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Formula to Split Excel Data into Multiple Excel Tabs (No VBA)

By Chris Newman •  Updated: 01/20/24 •  7 min read
Split Data Into Sheets Using Excel Formulas Only and Dynamically

Sending Data To Different Sheets Based On Column Value

Often financial business partners are faced with gathering data centrally (consolidating) and then distributing that data to various teams in a segmented fashion. This can be very time-consuming, especially if the process requires splitting up Excel data on a monthly or weekly basis.

An example might be that you gather compensation data for functions within your organization from your payroll database, but need to send each functional leader their own team's pay data.

Split Excel Data to Individual Tabs

Built-in Excel tools like Power Query are great for consolidating data from various sources, however, Power Query has no current functionality to dynamically "explode out" column values into multiple tables.

In this article, I will show you how to use Excel's Dynamic Array functions to easily dice up your raw data and pull the respective pieces into individual tabs with your spreadsheet workbook.


Setting Up Your Data In A Table Object

To make our solution as dynamic as possible, we will want to first store the spreadsheet data in a Table Object.

To do this, either select your data and use the keyboard shortcut Ctrl + t or go to your Insert tab and select the Table button.

After you have placed your data inside an Excel Table, you should see the format change and a colored border will outline the range included in the Table.

Renaming Your Table Object

To keep organized and increase the ease of reading my Excel formulas, I like to give my Excel Tables meaningful names.

To do this, simply

  1. Select a cell within your Table
  2. Navigate to the Table Design tab in Excel's Ribbon menu
  3. In the Table Name field (far left) enter a meaningful name with no spaces (I like to start my tables with the prefix "TBL_")
  4. Hit your Enter key on the keyboard to execute the change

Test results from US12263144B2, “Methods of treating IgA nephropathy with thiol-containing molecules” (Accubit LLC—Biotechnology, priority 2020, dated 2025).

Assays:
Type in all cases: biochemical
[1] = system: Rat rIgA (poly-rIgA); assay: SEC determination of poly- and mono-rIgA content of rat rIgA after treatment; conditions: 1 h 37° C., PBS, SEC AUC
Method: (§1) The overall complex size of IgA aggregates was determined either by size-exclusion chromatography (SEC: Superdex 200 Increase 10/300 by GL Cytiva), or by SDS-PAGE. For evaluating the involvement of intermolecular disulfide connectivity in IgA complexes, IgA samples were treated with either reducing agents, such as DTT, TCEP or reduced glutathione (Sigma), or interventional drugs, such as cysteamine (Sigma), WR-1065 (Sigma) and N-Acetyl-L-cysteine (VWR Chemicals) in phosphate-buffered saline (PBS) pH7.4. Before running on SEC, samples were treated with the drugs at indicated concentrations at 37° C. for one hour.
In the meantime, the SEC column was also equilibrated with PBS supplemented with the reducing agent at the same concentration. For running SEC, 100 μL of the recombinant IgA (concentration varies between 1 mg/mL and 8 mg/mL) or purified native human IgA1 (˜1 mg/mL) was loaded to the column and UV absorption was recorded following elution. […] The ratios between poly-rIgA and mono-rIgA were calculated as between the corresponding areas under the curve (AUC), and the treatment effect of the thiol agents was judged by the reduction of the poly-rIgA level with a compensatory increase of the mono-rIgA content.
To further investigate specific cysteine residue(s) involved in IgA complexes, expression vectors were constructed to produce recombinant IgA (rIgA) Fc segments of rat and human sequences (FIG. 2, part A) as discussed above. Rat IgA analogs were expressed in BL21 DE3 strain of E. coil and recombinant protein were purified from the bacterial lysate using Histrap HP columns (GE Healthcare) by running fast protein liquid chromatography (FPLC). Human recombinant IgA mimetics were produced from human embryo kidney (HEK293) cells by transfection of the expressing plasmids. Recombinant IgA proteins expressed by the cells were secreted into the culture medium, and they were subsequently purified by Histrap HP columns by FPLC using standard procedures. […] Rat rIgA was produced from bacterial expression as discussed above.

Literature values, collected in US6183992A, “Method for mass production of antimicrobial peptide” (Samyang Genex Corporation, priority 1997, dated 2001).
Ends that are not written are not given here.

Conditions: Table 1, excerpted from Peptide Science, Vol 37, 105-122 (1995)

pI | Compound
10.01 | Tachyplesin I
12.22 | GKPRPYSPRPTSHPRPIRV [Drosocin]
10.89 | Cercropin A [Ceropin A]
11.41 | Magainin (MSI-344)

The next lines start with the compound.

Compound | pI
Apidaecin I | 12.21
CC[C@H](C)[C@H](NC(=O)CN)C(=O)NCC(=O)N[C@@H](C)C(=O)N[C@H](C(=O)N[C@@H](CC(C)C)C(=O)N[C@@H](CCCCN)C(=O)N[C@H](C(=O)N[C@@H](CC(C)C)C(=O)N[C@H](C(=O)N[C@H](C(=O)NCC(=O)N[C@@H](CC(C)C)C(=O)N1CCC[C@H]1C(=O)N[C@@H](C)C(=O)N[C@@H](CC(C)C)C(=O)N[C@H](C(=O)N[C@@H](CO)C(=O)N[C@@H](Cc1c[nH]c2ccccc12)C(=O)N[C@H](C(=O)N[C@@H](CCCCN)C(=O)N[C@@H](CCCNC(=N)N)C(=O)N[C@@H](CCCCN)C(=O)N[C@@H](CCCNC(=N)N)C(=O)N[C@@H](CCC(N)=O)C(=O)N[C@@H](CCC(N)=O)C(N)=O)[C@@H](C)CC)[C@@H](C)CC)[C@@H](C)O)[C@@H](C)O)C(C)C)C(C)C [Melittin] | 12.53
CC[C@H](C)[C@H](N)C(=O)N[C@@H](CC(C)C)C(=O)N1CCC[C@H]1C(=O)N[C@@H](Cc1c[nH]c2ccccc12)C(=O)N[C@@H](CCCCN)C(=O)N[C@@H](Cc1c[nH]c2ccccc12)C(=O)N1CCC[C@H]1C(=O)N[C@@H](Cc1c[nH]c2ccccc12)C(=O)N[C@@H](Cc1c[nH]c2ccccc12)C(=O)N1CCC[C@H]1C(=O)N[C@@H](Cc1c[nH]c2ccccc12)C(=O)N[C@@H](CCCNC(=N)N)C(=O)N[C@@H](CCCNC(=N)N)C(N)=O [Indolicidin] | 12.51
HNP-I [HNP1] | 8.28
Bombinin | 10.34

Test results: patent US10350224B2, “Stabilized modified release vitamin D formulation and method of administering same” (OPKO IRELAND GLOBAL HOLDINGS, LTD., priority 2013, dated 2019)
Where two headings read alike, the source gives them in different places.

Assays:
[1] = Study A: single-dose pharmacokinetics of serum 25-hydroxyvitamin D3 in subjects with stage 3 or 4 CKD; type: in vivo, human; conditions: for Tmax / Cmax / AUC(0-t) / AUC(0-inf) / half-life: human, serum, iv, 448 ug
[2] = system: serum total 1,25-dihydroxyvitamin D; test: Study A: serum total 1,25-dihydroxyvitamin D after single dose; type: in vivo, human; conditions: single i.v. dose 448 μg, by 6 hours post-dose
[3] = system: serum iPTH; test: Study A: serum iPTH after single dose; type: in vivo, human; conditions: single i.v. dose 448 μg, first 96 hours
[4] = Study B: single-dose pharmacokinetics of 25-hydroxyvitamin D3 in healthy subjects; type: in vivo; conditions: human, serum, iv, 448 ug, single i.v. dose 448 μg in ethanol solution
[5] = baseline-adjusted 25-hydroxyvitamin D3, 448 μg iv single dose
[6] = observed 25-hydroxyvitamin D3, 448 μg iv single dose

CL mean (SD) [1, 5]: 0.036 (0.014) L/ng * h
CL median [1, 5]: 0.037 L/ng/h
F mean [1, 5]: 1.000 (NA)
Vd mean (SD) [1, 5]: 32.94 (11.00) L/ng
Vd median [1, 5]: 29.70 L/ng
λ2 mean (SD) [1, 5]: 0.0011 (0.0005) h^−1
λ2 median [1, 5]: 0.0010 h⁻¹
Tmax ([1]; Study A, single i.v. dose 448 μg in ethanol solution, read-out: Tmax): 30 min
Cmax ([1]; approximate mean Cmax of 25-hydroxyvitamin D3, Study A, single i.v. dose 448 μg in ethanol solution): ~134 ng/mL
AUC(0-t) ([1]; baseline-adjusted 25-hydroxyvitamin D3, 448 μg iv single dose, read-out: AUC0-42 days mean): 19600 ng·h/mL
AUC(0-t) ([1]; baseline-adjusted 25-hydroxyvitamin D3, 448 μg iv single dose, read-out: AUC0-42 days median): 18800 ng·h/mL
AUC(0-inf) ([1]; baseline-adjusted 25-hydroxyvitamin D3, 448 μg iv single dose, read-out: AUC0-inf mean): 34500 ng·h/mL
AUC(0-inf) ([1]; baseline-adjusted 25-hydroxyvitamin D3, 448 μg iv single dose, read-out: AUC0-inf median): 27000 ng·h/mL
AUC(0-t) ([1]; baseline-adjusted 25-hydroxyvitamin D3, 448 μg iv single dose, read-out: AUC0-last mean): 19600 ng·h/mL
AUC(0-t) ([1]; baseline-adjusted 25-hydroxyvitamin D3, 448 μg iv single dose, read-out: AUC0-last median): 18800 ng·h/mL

Rename Excel Table Object

List Out The Sheets You Need

As a check to ensure you create enough tabs in your Excel spreadsheet, it might be handy to incorporate a list of all the unique values in your target column. In this article's example, we will be pulling individual data for each Department within the data set.

Off to the side of the table, I am going to use the UNIQUE function to create a dynamic listing of all the departments that are in my dataset.

=UNIQUE(TBL_DATA[Department])

Create Unique List Excel Formula

Also, it might be wise to incorporate some sort of indicator to catch if a new department gets added in the future. You might want to incorporate a fancy formula to indicate if the department tab has been created, however, if departments are added infrequently, there might be more simplistic ways to go about flagging for new values.

One method I came up with was to just draw a line at the bottom of my list of unique department values. If the list grows beyond my line, I know that a new unique value was added (could even catch spelling errors in the raw data). Obviously, you'll need to manually move your line down as new values are added in the future.


Creating A Dynamic Lookup Table

Creating Dynamic Headers

You can dynamically pull in all your data's heading by utilizing the following formula referencing your Excel Table Object.

=TBL_DATA[#Headers]

Excel Dynamic Array Formula Headers

This formula will automatically expand/contract with your table headings and also pick up any name changes to the headers in the future.

Creating Dynamic Data Ranges With FILTER

You can use the FILTER function to pull in only the data associated with a particular value in a column within your source table. In the below example, the formula is looking in the "Department" table column and only outputting the table rows that have a value of "Finance" within that column.

I recommend utilizing the optional Is_Empty input that the FILTER function offers to account for the occurrence of no results being returned from your source data table. I typically like to output a blank value in these instances using double quotes.

=FILTER(TBL_DATA, TBL_DATA[Department] = "Finance", "")

Instead of manually entering the Sheet Name into the formula (like above), you can incorporate another formula to automatically pull the tab's name into your overall dynamic array formula. Here's the formula that can do that (the Excel file must be saved to your computer before it will work).